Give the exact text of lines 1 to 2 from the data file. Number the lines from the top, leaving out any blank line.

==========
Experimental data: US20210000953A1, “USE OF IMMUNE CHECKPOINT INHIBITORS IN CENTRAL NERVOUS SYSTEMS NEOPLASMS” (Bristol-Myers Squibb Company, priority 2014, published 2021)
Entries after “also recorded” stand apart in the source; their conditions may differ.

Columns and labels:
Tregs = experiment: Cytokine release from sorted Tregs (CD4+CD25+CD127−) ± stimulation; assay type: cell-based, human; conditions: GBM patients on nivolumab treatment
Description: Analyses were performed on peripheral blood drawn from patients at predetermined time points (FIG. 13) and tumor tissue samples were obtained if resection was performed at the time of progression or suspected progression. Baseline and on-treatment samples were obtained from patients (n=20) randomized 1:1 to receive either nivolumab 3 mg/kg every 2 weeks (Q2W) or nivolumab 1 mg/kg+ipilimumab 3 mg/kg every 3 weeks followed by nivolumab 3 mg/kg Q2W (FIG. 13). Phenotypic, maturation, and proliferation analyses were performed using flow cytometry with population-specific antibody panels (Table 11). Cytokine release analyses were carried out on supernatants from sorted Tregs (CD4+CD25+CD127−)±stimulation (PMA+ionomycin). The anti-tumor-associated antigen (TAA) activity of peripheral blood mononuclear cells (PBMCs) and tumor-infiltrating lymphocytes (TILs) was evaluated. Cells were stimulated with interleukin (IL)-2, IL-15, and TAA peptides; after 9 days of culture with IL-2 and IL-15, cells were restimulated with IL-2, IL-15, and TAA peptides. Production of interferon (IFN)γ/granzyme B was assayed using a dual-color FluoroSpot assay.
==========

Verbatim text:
Experimental data: US20210000953A1, “USE OF IMMUNE CHECKPOINT INHIBITORS IN CENTRAL NERVOUS SYSTEMS NEOPLASMS” (Bristol-Myers Squibb Company, priority 2014, published 2021)
Entries after “also recorded” stand apart in the source; their conditions may differ.